Food is connected to everything. Any adjustments or significant changes in food or agriculture can affect all industries in various ways and levels. See how the rising prices of commodities can impact the financial stability and food security of many individuals and businesses.
Al and Mae Linsangan, 44 and 46 respectively, the owners of Calamianes Expeditions & Ecotours, one of the pioneer tour operators in Coron, Palawan, are familiar with this situation.
For the past two decades that they have been in the travel industry, the time they’ve greatly felt the impacts of food inflation was in 2016. The price of calamansi spiking up to P120/kilo became the turning point for the couple to grow their own calamansi trees that can provide them enough supply for their guests’ meals on tours.
From 1,000 calamansi trees, they now produce a wide selection of crops on their farm, including pineapple, papaya, jackfruit, banana, tomato, lettuce, eggplant, and other vegetables mentioned in the Filipino folk song “Bahay Kubo.”
Coron Natural Farms (CNF) stands on a three-hectare land in Barangay Decalachao, Coron, Palawan that was acquired by the couple in 2010. CNF used to practice traditional agricultural methods at first until the Linsangans switched to natural farming in 2016.
The duo has turned the farm into an ATI-accredited Learning Site for Agriculture (LSA) that offers programs on natural farming and more.
Enriching their knowledge and experience in farming
Besides attending agriculture conferences and trade shows, the Linsangans have visited several farms in the Philippines and in Bali, Indonesia where they gained an understanding of different farming techniques.
Al currently spends most of his time at CNF conducting classes and running the daily operations, while Mae tends to their urban garden (that’s an hour drive away from the farm) where they also offer classes on hydroponics, urban farming, and vermicomposting.
Integrating crops, fishes, compost, and tourism
CNF practices integrated farming through its six components: vegetable patch, orchard, livestock, bio-composting, aquafarming, and farm tourism.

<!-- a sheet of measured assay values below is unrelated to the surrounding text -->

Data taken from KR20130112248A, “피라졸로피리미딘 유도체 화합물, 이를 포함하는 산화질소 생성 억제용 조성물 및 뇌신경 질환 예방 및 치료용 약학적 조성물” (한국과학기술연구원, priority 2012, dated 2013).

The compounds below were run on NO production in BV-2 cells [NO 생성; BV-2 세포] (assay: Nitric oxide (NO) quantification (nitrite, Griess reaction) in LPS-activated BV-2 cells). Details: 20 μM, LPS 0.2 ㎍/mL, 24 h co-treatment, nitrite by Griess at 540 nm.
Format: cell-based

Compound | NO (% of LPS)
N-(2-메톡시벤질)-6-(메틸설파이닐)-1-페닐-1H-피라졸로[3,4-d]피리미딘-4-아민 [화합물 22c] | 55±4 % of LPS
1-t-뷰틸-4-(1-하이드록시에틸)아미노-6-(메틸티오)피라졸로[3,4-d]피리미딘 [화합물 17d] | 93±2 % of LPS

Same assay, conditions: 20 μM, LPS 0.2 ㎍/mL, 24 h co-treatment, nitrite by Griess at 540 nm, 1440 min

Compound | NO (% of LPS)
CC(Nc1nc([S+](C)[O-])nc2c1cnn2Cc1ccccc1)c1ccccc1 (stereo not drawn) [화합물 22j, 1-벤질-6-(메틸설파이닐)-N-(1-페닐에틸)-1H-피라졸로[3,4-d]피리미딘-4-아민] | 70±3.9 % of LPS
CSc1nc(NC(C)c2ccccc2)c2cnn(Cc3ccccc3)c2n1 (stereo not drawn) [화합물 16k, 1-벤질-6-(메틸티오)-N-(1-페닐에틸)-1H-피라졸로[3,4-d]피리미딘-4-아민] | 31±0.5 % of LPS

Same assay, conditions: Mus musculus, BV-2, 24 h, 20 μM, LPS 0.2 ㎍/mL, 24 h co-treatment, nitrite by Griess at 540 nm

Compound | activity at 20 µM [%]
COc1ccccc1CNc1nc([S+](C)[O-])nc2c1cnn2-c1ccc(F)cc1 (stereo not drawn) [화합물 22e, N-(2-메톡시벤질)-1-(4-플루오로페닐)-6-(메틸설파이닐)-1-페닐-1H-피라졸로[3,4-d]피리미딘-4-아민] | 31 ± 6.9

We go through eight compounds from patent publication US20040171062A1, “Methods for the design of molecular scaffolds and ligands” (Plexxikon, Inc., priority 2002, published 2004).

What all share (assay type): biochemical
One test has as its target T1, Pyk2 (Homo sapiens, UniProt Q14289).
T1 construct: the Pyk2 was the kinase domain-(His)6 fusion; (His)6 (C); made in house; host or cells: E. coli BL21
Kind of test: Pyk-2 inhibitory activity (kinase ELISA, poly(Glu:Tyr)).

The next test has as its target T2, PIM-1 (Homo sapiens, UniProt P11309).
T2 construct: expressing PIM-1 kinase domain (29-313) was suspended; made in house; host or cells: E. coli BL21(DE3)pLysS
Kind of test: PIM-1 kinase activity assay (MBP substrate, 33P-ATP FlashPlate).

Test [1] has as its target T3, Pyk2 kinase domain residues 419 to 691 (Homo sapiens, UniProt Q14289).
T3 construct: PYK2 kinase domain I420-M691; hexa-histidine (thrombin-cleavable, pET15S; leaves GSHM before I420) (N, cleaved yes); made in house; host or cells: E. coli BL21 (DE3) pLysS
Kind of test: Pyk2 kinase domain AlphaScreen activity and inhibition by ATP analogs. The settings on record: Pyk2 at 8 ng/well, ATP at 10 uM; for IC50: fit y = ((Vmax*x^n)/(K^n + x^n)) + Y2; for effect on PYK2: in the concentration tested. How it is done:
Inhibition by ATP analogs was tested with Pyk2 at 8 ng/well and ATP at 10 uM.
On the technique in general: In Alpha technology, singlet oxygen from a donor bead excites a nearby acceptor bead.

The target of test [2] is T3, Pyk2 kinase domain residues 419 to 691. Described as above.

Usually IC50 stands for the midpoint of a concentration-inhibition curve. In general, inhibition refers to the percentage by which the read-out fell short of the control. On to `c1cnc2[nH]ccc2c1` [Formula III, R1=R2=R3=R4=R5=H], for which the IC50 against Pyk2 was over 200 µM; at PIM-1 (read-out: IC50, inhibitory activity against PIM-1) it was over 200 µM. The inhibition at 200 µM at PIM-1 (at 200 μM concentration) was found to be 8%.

The farm has three separate ponds for ducks, ulang or freshwater prawns, and various fish species (hito, dalag, and tilapia). Aside from these aquatic animals, they also raise goats and native chickens, which they all feed with the available farm resources such as duckweed and azolla.
The couple keeps their farm and urban garden as natural as possible. “When we farm, [we] utilize the land or soil. We do not deplete it, but rather, we enrich it. In this particular practice, we do regenerative agriculture and we do not use any or single chemical or synthetic pesticides—all natural,” said Al. Instead, they grow crops that can naturally drive away pests like herbs.
To keep a circular economy, the two make sure nothing goes to waste by converting any possible materials into reusable items.
CNF also offers outdoor activities that bring guests closer to nature, such as river kayaking, bird watching, cycling, farm tour, and earthing or grounding.
Along with the therapeutic activities are healthy food options that CBF sells, such as seasonal fruits and farm-fresh meals for the guests. Customers can also purchase vermicompost, garden soil, and produce on-site.
The Linsangans also introduced a prototype garden that they call “15-30,” because it’s a 15 sqm model garden that grows 30 vegetables and herbs in a matter of 30 days or so. By having this garden, families can save at least P3,000 a month in terms of food costs.
“We have presented it to UPLB, SEARCA, and Kansas State University. To date, we are establishing these gardens in Coron, Busuanga, Culion, and Mainland Palawan. We have introduced this model garden to LGUs, schools, churches, and communities,” said Al.
The farm has become a valuable food resource for the couple’s business over the years. However, the pandemic has forced them to stop offering travel and tour services due to the health protocols imposed by the government to fight COVID-19. Despite this, they shifted to offering their harvests to local visitors in the form of farm-to-table meals and fresh produce.
To date, CNF is composed of six families that are in charge of the six farm components. The farm hands are former traditional farmers who converted into natural farming after learning the ropes of it at CNF.
What sets them apart from others? They start the day with prayer. Every morning before work, interns and farm staff gather for their daily devotion and prayer time where they worship God and alternately share their testimonies.The farm has provided not only the farmhands, but also the animals, with enough food supply amid the quarantine period.
Turning to natural farming has brought monetary and non-monetary rewards to the couple. Not only did it sustain their tourism business for several years, but it has also allowed them to have a healthy food system and alternative source of income amid the ongoing health crisis.
For more information, visit Coron Natural Farms.
Photos courtesy of Coron Natural Farms.
This article appeared in Agriculture Magazine’s November 2022 issue.